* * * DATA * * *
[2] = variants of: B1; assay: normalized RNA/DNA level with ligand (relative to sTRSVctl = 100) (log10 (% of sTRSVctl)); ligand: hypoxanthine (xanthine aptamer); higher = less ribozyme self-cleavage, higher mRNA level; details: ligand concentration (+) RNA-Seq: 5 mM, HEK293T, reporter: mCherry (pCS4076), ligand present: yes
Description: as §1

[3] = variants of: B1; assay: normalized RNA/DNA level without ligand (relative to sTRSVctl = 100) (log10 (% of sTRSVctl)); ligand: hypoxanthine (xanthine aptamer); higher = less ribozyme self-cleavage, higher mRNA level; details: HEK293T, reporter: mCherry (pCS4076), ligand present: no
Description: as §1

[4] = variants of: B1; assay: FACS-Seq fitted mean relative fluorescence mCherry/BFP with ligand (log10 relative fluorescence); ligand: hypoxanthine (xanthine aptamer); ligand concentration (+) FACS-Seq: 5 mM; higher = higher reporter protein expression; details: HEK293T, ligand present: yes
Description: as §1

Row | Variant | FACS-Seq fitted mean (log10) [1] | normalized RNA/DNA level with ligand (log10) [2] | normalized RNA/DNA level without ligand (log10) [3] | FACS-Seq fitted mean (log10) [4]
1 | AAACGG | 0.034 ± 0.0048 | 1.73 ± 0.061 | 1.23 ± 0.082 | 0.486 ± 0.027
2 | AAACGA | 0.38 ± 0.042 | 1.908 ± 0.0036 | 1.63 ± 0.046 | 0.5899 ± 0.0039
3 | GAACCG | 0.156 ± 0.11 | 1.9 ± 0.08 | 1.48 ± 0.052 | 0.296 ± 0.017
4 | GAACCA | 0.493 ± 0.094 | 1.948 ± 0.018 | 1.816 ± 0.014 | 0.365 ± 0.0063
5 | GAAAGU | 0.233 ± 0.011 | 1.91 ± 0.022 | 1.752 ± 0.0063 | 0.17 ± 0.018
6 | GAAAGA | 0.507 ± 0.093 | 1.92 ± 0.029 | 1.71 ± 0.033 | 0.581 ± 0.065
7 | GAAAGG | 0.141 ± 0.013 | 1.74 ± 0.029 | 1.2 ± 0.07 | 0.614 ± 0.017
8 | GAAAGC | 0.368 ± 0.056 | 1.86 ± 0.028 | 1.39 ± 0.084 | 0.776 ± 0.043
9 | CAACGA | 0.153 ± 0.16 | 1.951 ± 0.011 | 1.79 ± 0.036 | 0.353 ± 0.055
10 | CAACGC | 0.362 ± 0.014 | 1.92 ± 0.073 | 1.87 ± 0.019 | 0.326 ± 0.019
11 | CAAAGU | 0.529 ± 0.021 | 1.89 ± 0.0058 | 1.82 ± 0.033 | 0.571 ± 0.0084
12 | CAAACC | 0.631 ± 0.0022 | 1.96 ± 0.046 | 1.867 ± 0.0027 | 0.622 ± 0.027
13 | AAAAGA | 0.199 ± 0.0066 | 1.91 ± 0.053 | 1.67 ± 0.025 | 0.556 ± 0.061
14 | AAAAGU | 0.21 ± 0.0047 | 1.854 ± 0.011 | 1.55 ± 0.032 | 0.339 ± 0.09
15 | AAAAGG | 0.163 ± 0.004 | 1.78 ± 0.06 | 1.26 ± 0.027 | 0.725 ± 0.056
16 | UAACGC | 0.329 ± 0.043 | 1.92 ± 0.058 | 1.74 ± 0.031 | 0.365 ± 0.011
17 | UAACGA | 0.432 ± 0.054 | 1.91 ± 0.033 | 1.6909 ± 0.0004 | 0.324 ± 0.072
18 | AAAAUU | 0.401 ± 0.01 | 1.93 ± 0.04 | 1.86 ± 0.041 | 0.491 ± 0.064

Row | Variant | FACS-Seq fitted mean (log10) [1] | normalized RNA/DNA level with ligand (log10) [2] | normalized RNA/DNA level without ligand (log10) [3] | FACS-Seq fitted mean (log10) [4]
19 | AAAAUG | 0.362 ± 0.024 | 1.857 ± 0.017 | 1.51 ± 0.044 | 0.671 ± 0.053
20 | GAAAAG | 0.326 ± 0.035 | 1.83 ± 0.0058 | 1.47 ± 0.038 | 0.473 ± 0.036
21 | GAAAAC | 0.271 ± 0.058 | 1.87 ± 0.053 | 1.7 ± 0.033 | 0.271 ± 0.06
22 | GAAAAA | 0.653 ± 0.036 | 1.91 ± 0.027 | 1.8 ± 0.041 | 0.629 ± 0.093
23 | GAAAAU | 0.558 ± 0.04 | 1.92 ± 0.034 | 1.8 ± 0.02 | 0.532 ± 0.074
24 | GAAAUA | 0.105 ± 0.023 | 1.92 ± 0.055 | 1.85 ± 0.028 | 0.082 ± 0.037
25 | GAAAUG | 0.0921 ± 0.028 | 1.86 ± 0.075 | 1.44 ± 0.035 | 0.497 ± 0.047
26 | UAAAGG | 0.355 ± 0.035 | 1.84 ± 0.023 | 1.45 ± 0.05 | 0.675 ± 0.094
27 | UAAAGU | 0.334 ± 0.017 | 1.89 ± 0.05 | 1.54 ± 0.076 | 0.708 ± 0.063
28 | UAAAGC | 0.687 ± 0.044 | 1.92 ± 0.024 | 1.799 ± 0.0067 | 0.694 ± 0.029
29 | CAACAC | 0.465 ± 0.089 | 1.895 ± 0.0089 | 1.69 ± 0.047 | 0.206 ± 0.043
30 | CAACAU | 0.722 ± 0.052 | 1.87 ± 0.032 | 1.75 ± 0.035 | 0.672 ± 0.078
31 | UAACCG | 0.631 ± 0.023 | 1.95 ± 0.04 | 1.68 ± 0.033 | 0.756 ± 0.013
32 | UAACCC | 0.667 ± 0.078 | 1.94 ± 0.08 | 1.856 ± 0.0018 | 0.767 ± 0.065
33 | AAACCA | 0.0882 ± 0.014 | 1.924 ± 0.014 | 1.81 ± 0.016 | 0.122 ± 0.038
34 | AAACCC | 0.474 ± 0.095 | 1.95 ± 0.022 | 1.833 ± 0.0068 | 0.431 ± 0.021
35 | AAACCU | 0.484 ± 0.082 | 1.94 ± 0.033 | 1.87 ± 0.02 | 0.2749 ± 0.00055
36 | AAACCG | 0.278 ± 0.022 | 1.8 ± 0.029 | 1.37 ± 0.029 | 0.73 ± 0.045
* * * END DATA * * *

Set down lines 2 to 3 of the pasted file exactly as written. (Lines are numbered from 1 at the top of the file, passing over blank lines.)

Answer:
Description: as §1

[3] = variants of: B1; assay: normalized RNA/DNA level without ligand (relative to sTRSVctl = 100) (log10 (% of sTRSVctl)); ligand: hypoxanthine (xanthine aptamer); higher = less ribozyme self-cleavage, higher mRNA level; details: HEK293T, reporter: mCherry (pCS4076), ligand present: no